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When we study an iterative method from textbooks, for example, see the Gauss-Seidel Method, the given matrix is decomposed with suitable splittings. In the example, $A = L+U$. So we can proceed with that decomposition if we solve the exercise through pen and paper.

I don't understand, why when we implement that method on a computer, that decomposition is not considered anymore?

For example, on this page- implementation with Matlab, it is not used the decomposition introduced before. Why? Why we have to struggle to find a suitable decomposition that will not be used within the code?

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In Gauss-Seidel, you are using this $A=L+U$ splitting implicitly. So, you never form $L$, $U$, or $L^{-1}$ explicitly. Which is extremely good, since forming an additional matrix (not even talking about a calculation of an explicit inverse) is a huge burden.


Instead, since $L$ is lower triangular, you can change the explicit inverse of $L$, by performing a row-by-row forward subsitution.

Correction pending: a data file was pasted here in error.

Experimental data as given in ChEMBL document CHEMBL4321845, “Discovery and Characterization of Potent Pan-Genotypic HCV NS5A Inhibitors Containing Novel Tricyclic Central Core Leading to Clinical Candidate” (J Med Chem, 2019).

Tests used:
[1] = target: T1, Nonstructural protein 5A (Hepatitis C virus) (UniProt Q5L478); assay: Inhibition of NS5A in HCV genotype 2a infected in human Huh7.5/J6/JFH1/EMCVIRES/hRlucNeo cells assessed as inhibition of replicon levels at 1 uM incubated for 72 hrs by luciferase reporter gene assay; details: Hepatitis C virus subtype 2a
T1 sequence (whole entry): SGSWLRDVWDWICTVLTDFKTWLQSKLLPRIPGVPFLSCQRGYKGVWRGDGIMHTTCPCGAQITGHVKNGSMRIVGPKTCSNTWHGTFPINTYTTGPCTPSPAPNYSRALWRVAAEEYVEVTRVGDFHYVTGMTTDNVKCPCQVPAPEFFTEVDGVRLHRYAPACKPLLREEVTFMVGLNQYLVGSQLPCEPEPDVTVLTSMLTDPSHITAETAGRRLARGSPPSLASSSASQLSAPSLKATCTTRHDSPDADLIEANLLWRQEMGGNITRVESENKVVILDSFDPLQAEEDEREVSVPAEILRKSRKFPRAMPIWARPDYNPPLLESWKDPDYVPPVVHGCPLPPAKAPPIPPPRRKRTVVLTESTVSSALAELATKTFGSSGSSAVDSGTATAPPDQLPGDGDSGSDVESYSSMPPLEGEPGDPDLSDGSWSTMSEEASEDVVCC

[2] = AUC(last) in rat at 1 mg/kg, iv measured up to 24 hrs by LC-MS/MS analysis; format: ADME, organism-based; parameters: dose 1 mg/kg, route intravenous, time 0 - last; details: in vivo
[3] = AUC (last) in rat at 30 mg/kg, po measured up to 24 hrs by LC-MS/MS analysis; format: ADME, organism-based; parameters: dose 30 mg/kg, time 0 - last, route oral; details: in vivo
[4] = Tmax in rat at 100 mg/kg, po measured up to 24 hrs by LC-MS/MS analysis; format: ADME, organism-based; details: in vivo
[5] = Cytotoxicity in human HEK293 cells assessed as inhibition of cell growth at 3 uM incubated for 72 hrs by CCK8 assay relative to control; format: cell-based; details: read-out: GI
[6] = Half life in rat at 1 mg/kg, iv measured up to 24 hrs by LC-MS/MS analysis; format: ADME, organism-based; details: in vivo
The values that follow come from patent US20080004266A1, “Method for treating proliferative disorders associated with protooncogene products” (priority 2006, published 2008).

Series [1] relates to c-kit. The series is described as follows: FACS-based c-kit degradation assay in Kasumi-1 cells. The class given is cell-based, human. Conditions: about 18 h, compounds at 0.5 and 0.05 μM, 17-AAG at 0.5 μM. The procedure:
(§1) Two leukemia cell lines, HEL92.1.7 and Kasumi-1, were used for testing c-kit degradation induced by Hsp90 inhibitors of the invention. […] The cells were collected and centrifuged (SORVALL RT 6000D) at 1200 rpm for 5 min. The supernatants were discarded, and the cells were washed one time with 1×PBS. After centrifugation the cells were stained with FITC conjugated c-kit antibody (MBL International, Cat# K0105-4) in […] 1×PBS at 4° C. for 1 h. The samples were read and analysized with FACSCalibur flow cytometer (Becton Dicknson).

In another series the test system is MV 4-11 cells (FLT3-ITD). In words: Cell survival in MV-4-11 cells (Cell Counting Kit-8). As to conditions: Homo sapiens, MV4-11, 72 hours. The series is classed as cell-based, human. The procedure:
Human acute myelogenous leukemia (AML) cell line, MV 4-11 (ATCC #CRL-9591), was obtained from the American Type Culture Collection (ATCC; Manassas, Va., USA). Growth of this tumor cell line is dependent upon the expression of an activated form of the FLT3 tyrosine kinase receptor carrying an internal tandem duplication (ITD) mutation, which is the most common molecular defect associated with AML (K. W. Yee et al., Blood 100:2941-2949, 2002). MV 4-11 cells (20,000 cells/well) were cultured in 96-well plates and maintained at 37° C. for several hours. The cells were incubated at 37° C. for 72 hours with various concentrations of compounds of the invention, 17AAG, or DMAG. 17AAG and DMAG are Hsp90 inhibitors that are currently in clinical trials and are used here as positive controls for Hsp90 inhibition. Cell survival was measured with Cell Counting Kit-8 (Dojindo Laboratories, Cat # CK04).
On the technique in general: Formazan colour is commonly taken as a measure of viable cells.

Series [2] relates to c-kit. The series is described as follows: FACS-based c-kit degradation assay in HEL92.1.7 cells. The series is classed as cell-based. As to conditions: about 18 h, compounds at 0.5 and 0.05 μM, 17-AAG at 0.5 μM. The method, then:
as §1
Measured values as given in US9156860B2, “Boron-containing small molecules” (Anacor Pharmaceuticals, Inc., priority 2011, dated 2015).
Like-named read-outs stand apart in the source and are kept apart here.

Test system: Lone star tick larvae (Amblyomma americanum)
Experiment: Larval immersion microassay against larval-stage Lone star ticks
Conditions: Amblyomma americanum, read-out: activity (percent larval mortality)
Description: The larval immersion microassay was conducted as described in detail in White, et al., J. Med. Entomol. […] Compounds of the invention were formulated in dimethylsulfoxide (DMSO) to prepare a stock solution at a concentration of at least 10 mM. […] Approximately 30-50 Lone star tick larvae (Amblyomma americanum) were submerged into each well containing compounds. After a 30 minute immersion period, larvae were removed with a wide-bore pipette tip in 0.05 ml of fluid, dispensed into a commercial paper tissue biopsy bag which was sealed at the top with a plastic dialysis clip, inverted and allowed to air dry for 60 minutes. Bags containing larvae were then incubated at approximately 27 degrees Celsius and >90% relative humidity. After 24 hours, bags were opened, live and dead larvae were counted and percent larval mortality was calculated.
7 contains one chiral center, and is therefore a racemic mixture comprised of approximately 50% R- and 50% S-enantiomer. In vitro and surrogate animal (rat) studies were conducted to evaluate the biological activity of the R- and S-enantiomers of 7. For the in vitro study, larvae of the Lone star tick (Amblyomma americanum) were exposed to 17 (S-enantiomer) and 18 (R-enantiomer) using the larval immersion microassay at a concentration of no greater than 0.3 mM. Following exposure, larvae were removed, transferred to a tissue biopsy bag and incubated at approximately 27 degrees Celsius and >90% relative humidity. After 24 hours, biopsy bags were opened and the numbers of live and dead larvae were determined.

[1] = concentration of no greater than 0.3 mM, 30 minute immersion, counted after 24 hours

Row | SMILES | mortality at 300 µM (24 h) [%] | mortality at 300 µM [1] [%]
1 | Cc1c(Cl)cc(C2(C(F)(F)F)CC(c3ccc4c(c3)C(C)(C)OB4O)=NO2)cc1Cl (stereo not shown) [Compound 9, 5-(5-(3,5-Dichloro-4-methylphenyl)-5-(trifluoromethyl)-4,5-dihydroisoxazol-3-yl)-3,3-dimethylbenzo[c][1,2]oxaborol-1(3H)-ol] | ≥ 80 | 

Notice, that solving for (via the forward substitution when $L$ is lower-triangular):

$$ \begin{equation} L\mathbf{y}=\mathbf{b} \label{1} \tag{1} \end{equation} $$

is theoretically the same as performing a matrix-vector product: $$ \begin{equation} \mathbf{y}=L^{-1}\mathbf{b} \label{2} \tag{2} \end{equation} $$ However, numerically you always want $\eqref{1}$, not $\eqref{2}$. The reasons are simple: computation of the matrix inverse is numerically unstable and has a huge cost. (see Q1 (especially this answer), Q2 for some additional details).


With that in mind, take a look at the expression from Wikipedia article on Gauss-Seidel. The iteration: $$ \mathbf{x}^{(k+1)}=L^{-1}(\mathbf{b}-U\mathbf{x}^{(k)}) $$ is totally equivalent to a for-loop for $i$ $$ \begin{equation} x^{(k+1)}_i=\frac{1}{a_{ii}}\left(b_i-\sum\limits_{j=1}^{i-1}a_{ij}x_{j}^{(k+1)}\right)-\frac{1}{a_{ii}}\left(\sum\limits_{j=i+1}^{n}a_{ij}x_j^{(k)}\right) \label{3} \tag{3} \end{equation} $$

Here, $a_{ij}$ are the entries of the original matrix $A=L+U$, $k$ is the iteration number, $n$ is the dimension of the square matrix $A$. By looking at $\eqref{3}$, you still see those $L$ and $U$; however, they are present only implicitly, and all operations are done with the entries of the original matrix $A$ stored exactly as it was before.

side-note:

Matrix decomposition usually implies factorization, so $A=L+U$ is not really (strictly) one according to the definition.

$A=L+U$ splitting (used in this question) has nothing to do with a more famous $A=LU$ LU decomposition.

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